By Warren Rusche
One of the challenges livestock producers always face is securing adequate amounts of affordable feed.
Drought and floods both periodically reduce supplies of hay, corn and other feedstocks and drive up feed prices.
One strategy to consider is securing a supply of distillers grain when the price is low and storing it.
Predicting prices is an inexact science, but a storage strategy would at least allow you to lock in margins and to secure some of the feed needed for the fall and winter.
South Dakota State University has been one of the leaders in distillers grain utilization. A portion of that work has identified several different storage options for wet and modified distillers grain in bunkers or bags.
Storing wet distillers grain (WDG) can be challenging because the product by itself does not readily stack or pack in a bunker or pile. One approach to solve that problem has been to mix about 70% to 80% WDG and 20% to 30% roughage on an as-fed basis. That mixture can then be stored in either a bunker silo or pile and covered with plastic. Another possibility is storing WDG in a silage bag. In this case, care needs to be taken to avoid excess pressure on the bag to prevent rupture.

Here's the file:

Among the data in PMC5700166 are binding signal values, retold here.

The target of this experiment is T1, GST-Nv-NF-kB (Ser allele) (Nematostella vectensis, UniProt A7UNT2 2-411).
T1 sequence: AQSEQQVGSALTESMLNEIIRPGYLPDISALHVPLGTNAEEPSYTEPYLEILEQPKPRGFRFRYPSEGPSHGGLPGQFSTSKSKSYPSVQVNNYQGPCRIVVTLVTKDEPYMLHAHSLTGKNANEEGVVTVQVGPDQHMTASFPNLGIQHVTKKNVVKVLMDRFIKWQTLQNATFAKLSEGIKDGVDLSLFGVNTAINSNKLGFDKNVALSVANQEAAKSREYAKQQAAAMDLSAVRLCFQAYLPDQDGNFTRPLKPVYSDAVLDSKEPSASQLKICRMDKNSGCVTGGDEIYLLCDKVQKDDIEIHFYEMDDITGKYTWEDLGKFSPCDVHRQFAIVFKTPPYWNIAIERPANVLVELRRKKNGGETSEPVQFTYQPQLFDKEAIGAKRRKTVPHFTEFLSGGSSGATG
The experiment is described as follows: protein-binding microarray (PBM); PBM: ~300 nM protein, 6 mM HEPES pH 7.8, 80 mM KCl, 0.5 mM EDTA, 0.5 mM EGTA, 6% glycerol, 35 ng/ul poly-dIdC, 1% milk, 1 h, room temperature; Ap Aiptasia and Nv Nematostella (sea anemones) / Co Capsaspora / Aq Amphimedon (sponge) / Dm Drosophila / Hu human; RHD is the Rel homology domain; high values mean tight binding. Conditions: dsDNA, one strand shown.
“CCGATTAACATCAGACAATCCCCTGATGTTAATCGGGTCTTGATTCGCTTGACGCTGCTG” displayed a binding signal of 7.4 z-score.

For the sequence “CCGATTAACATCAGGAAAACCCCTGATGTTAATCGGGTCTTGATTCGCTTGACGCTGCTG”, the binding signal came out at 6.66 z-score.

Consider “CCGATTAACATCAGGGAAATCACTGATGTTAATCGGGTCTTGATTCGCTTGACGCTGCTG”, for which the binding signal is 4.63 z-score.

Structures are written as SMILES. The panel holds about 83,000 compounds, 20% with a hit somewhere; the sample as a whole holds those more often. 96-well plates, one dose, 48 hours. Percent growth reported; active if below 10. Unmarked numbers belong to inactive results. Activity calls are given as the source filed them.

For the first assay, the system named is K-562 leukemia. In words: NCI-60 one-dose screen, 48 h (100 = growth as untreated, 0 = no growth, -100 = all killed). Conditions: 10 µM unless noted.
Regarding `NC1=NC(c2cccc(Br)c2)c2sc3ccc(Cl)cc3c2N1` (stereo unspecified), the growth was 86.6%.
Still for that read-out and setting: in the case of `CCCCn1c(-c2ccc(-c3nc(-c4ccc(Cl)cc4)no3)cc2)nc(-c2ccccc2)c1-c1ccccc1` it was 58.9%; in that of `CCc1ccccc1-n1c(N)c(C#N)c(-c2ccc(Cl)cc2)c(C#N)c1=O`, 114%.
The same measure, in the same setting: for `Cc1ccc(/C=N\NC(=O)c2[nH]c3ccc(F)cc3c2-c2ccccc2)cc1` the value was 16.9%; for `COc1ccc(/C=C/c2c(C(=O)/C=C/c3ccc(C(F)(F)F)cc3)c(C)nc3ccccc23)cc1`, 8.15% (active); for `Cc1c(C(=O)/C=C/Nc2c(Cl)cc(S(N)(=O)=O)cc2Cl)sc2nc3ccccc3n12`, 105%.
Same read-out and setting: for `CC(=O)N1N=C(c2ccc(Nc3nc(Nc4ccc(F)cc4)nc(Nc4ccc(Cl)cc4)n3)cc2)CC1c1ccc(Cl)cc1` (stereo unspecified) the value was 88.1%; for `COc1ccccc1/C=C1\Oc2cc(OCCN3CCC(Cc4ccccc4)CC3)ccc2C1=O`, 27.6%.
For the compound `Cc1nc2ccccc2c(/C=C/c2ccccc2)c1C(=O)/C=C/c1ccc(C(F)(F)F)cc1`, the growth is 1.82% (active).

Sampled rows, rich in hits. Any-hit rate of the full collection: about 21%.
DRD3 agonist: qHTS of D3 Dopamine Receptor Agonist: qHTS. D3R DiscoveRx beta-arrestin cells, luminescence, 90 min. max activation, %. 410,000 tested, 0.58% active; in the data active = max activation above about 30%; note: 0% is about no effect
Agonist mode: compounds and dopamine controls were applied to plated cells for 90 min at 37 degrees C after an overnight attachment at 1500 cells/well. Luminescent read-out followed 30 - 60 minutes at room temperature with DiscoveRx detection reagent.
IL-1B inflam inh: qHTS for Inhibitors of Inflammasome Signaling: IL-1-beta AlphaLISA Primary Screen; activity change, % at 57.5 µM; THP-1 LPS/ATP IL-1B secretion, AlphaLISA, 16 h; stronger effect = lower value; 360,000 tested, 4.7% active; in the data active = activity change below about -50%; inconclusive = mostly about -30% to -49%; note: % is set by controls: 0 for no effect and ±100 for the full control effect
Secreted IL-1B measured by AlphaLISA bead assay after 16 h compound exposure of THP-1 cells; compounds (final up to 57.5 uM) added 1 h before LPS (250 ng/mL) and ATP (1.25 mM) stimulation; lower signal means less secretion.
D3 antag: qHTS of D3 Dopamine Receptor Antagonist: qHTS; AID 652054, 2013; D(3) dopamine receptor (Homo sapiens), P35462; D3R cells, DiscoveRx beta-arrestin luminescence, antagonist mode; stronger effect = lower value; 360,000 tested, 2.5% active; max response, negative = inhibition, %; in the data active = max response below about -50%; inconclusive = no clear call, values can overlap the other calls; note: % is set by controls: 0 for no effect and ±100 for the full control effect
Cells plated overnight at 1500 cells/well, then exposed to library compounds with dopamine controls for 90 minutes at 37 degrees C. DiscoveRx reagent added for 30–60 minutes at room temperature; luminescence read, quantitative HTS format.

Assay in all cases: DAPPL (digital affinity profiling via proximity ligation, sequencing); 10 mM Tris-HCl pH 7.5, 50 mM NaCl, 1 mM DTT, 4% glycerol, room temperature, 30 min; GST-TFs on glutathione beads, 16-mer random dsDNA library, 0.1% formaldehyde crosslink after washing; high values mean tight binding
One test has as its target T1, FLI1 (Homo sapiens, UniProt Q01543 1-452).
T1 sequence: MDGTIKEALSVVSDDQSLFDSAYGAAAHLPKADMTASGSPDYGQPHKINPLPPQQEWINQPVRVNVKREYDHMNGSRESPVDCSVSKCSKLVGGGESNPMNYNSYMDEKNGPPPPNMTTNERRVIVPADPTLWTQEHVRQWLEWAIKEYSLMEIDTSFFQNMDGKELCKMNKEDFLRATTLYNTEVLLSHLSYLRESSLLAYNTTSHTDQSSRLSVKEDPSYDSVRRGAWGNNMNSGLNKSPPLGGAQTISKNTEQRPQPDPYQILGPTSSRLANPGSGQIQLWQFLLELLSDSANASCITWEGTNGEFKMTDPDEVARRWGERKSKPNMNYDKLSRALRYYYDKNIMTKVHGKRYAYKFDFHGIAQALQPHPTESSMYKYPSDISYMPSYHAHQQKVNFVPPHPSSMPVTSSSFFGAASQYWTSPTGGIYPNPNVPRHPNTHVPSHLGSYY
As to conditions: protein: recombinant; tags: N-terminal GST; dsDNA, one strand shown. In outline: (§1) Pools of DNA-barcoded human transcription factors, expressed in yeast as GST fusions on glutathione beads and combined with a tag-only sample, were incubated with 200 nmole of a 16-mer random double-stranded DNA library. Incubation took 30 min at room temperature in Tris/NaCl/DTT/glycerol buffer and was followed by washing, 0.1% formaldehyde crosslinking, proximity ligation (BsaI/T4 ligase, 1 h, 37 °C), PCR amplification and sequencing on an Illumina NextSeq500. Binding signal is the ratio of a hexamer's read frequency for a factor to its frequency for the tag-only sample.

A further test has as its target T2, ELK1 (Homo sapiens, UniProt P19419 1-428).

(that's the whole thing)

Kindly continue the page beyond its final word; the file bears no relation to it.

North Dakota State UniversitySTRETCH RATIONS: Silage, hay and distillers grain can be balanced for an affordable ration for cattle and other livestock.
Because modified distillers grain (MDG) contains less moisture, it lends itself better to being stored in a bunker or pile without being mixed with other roughage compared to WDG. In some cases, mixing 10% roughage would make packing a bunker silo easier. Using either a silage bag or covering a pile or bunker with plastic will help prevent spoilage and dry matter losses until the start of the feeding period.
When weighing whether or not to pre-buy and store distillers grain, consider labor costs, costs of cover or bags and — in the case of WDGs — the availability of low-quality roughage for mixing.
Availability of WDG or MDG could be an issue, too, depending on local plant production schedules and product demand. There is also the impact on cash position and working capital to consider when pre-paying for a large quantity of feedstuff.Rusche is a SDSU Extension beef feedlot management associate.